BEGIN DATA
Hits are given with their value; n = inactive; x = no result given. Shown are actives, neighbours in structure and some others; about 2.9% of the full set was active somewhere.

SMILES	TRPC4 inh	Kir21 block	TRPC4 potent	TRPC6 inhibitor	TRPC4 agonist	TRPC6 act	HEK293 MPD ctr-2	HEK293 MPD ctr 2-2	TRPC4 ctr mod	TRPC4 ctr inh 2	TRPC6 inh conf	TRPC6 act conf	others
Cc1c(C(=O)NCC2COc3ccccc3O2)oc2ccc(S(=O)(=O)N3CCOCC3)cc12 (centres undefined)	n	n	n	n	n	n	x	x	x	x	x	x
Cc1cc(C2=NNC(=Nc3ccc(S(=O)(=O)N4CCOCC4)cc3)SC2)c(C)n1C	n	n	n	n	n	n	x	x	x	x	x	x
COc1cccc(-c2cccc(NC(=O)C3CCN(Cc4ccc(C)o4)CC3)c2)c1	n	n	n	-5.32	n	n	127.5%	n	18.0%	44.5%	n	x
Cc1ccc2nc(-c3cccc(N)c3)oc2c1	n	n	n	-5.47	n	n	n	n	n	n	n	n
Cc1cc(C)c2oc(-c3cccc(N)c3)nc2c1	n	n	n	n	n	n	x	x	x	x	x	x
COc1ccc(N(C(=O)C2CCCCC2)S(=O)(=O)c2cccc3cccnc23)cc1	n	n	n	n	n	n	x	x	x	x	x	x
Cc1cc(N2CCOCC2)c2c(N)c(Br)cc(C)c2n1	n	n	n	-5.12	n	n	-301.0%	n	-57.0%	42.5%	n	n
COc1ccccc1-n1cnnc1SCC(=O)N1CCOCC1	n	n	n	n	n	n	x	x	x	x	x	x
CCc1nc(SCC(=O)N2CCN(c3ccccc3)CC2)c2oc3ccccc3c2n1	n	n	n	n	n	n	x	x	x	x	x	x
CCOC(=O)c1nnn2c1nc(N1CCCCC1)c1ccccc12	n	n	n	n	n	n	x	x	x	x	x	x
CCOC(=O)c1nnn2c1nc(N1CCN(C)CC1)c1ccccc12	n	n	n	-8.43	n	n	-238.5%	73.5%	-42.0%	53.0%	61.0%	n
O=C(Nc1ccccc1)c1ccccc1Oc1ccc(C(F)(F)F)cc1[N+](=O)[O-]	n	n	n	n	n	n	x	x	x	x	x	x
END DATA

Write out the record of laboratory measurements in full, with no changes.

Hits are given with their value; n = inactive; x = no result given. Shown are actives, neighbours in structure and some others; about 2.9% of the full set was active somewhere.

SMILES	TRPC4 inh	Kir21 block	TRPC4 potent	TRPC6 inhibitor	TRPC4 agonist	TRPC6 act	HEK293 MPD ctr-2	HEK293 MPD ctr 2-2	TRPC4 ctr mod	TRPC4 ctr inh 2	TRPC6 inh conf	TRPC6 act conf	others
Cc1c(C(=O)NCC2COc3ccccc3O2)oc2ccc(S(=O)(=O)N3CCOCC3)cc12 (centres undefined)	n	n	n	n	n	n	x	x	x	x	x	x
Cc1cc(C2=NNC(=Nc3ccc(S(=O)(=O)N4CCOCC4)cc3)SC2)c(C)n1C	n	n	n	n	n	n	x	x	x	x	x	x
COc1cccc(-c2cccc(NC(=O)C3CCN(Cc4ccc(C)o4)CC3)c2)c1	n	n	n	-5.32	n	n	127.5%	n	18.0%	44.5%	n	x
Cc1ccc2nc(-c3cccc(N)c3)oc2c1	n	n	n	-5.47	n	n	n	n	n	n	n	n
Cc1cc(C)c2oc(-c3cccc(N)c3)nc2c1	n	n	n	n	n	n	x	x	x	x	x	x
COc1ccc(N(C(=O)C2CCCCC2)S(=O)(=O)c2cccc3cccnc23)cc1	n	n	n	n	n	n	x	x	x	x	x	x
Cc1cc(N2CCOCC2)c2c(N)c(Br)cc(C)c2n1	n	n	n	-5.12	n	n	-301.0%	n	-57.0%	42.5%	n	n
COc1ccccc1-n1cnnc1SCC(=O)N1CCOCC1	n	n	n	n	n	n	x	x	x	x	x	x
CCc1nc(SCC(=O)N2CCN(c3ccccc3)CC2)c2oc3ccccc3c2n1	n	n	n	n	n	n	x	x	x	x	x	x
CCOC(=O)c1nnn2c1nc(N1CCCCC1)c1ccccc12	n	n	n	n	n	n	x	x	x	x	x	x
CCOC(=O)c1nnn2c1nc(N1CCN(C)CC1)c1ccccc12	n	n	n	-8.43	n	n	-238.5%	73.5%	-42.0%	53.0%	61.0%	n
O=C(Nc1ccccc1)c1ccccc1Oc1ccc(C(F)(F)F)cc1[N+](=O)[O-]	n	n	n	n	n	n	x	x	x	x	x	x